It has been a fairly underwhelming spell at FC Barcelona for Ousmane Dembele. Whether due to injuries, the lofty weight of his price tag, or the massive expectations of replacing a superstar like Neymar, the French winger has been unable to justify his fee across five years under Ernesto Valverde, Quique Setién, and Ronald Koeman.
However, over the past few months, Dembele has reached the finest form of his Barcelona career under new manager Xavi Hernández. He has delivered in the final months of his contract, which is set to expire on June 30, providing 13 assists in just 1,411 minutes of league play this season. Let’s take a deeper look at what makes Ousmane such an intriguing talent.
Speed and Dribbling
Despite suffering various injuries over the course of his time in Barcelona, Dembele remains one of the fastest players in La Liga and in Europe, hitting a top speed of 34 kilometres per hour. He is faster than almost every full-back and centre-back in La Liga and uses it to his advantage.
Here is an example of Dembele staying wide with the ball. He drops back to the halfway line to pick up the ball from Dani Alves before turning around quickly to face the opposition’s goal. An important aspect is that Dembele does not play with his back to goal regularly, choosing to take opportunities head on by dropping deep or staying high to receive the ball and running at the defender.
An improvement he has made over time is that he picks his moments to start dribbling much better. A younger, rawer Dembele would tend to lose the ball often in an attempt to shoot or dribble into opportunities where opportunities did not exist.
Dembele is constantly scanning around him to find passing opportunities or opportunities to cut inside. Here, Campaña and Son close Dembele well enough so that he is not able to cut inside, so he takes the other option, running forward.
Due to his outright pace, he is able to knock the ball forward past Son and easily get to the ball before Son does. Dembele employs this tactic against slower defenders constantly by knocking the ball into dangerous areas and catching up there with ease.
Now that he has knocked the ball into a dangerous position, he has a lot more space to cross the ball to Ferran Torress or Aubameyang. Dembele, in the above move, has demonstrated how he uses pure pace with a regular scanning of his environments to enter dangerous positions to pass.
Here is another scenario where instead of dribbling forward, Dembele cuts inside and passes the ball centrally.
He starts in a similar position on the wing with minimal support near him. Therefore, he has two choices: Cut inside or continue dribbling forward. Based on the above still, it would be a worse option for him to cut inside considering Darwin Nuñez is covering the inside. It is, therefore, easier for Dembele to try to knock the ball forward past Lazaro and put a ball into the box.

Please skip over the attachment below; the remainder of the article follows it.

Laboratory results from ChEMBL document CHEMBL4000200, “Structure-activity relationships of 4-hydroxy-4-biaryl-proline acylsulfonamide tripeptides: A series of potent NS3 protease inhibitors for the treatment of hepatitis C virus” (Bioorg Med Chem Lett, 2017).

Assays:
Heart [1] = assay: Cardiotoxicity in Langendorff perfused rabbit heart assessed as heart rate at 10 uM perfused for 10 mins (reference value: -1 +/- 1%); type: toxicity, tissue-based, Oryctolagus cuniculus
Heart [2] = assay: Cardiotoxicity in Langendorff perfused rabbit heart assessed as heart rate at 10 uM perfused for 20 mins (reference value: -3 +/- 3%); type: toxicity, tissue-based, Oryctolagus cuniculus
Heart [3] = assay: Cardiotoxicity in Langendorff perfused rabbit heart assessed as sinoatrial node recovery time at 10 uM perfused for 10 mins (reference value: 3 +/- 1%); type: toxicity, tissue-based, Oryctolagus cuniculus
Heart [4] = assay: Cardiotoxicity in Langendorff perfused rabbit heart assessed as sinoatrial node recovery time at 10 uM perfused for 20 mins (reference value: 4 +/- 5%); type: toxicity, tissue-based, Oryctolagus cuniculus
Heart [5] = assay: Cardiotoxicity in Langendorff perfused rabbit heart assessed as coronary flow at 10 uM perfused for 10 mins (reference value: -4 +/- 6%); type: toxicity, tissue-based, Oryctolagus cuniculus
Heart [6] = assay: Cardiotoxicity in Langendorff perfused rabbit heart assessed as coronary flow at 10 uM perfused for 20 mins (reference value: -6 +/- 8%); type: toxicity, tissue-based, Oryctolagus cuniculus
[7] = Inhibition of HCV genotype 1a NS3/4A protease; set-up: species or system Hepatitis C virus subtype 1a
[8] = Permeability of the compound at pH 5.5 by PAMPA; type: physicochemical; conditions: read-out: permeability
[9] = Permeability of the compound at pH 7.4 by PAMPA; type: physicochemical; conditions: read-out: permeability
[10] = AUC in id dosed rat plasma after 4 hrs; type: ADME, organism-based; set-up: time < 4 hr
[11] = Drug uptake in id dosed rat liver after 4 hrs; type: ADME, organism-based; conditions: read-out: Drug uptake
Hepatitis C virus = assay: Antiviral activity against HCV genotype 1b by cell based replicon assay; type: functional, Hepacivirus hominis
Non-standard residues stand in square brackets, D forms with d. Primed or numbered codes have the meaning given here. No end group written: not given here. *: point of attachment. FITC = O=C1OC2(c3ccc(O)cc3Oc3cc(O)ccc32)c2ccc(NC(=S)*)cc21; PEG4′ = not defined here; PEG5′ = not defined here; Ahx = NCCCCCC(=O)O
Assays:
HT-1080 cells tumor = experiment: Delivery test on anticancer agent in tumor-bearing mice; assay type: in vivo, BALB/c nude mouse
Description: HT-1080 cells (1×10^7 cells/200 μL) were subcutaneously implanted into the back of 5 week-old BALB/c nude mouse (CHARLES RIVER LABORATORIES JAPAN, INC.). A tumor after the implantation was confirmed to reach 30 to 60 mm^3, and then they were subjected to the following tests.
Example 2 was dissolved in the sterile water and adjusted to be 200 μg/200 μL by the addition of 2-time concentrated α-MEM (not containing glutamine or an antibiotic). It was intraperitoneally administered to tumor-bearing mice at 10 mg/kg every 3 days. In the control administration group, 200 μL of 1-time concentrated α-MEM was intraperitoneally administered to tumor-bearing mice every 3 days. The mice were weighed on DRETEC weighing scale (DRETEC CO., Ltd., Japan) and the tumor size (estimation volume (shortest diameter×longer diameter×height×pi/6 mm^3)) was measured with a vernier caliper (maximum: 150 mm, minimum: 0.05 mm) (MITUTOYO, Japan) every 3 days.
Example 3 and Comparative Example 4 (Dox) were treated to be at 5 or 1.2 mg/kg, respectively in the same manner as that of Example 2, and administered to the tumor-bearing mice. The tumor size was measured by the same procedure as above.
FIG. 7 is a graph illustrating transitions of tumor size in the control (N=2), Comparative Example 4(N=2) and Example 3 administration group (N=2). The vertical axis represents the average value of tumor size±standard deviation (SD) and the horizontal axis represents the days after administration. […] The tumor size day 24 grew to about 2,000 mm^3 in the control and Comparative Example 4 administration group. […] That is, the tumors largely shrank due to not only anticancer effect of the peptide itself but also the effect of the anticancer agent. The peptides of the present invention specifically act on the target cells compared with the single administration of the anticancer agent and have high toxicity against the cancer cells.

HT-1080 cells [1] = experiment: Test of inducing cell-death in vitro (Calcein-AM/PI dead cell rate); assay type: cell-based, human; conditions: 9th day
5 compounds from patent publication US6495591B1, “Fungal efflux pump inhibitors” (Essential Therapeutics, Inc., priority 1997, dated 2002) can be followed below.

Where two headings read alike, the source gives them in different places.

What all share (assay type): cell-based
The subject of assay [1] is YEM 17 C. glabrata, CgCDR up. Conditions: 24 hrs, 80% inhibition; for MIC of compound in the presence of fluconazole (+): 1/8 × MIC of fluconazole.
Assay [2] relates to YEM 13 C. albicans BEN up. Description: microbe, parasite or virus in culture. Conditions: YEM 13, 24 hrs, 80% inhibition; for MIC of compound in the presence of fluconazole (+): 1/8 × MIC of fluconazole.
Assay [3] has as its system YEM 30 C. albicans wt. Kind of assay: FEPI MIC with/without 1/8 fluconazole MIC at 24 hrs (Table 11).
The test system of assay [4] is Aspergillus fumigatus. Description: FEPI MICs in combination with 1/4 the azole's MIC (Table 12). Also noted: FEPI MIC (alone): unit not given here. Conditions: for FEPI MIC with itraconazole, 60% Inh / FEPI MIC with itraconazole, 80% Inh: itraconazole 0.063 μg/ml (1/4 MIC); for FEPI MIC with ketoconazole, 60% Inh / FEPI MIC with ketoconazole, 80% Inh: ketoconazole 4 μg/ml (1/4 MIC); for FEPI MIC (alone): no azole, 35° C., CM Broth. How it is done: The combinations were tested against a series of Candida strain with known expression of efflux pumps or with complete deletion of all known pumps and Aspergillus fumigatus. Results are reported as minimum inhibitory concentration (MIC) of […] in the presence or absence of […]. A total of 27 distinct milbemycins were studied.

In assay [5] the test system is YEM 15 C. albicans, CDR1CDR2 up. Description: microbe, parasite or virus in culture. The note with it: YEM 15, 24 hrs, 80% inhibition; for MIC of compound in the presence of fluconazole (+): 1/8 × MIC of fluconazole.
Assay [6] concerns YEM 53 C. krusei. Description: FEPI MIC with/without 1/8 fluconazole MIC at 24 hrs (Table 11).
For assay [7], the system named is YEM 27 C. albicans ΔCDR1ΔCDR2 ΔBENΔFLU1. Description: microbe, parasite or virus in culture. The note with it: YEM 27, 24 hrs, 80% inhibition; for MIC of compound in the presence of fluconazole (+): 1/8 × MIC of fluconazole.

What has made the difference here is that Lazaro covers the wing much better than Dembele expected, putting him in a difficult position. Meanwhile, Nuñez catches up and attempts to win the ball from Dembele. This is where Dembele’s intelligence is important.
Noticing that Nuñez has closed down the wing, but has opened up the central space, he baits both Benfica players into attempting a tackle, before cutting inside. Now that they cannot catch up with Dembele, he cuts inside with ease and makes a pass to Gavi.
Overall, while Ousmane Dembele has not improved massively in his speed, he is making smarter dribbles into the right positions, and under Xavi’s tactical system, he is able to showcase his strengths to the maximum.
Defensive Workrate and Versatility
Another aspect of Dembele’s game that has improved is his defensive workrate. We can observe this by comparing his heatmap this season to his last season.
Other than sporadically playing in the left-wing, his biggest concentration is on the right side. However, we can see that his heat-map is intense in defensive positions behind the halfway line.
On the other hand, his heatmap barely has any intensity behind the halfway line in this game, meaning that he rarely tracked back. Why is this? There are two reasons. The first is differences in Xavi’s and Valverde’s tactical systems.
In Valverde’s 4-4-2, Barcelona regularly made transitions to 4-3-3 to defend, meaning that Dembele would press the right or left side depending on Lionel Messi’s positioning. However, players like Mascherano, Sergi Roberto or Ivan Rakitic would cover the right side meaning that Dembele did not need to track back.